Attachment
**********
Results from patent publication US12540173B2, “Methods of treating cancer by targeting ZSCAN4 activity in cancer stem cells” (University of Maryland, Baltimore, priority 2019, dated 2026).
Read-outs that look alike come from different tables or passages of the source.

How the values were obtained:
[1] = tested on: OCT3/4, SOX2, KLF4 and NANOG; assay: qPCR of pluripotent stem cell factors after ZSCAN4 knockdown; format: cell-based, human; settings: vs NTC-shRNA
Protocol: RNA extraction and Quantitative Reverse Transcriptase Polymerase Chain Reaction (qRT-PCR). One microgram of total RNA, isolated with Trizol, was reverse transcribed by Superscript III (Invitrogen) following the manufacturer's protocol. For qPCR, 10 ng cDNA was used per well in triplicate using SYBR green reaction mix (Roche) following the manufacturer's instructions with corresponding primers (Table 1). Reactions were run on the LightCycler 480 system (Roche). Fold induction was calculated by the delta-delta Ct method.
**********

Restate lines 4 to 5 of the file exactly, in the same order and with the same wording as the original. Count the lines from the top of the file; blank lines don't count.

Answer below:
[1] = tested on: OCT3/4, SOX2, KLF4 and NANOG; assay: qPCR of pluripotent stem cell factors after ZSCAN4 knockdown; format: cell-based, human; settings: vs NTC-shRNA
Protocol: RNA extraction and Quantitative Reverse Transcriptase Polymerase Chain Reaction (qRT-PCR). One microgram of total RNA, isolated with Trizol, was reverse transcribed by Superscript III (Invitrogen) following the manufacturer's protocol. For qPCR, 10 ng cDNA was used per well in triplicate using SYBR green reaction mix (Roche) following the manufacturer's instructions with corresponding primers (Table 1). Reactions were run on the LightCycler 480 system (Roche). Fold induction was calculated by the delta-delta Ct method.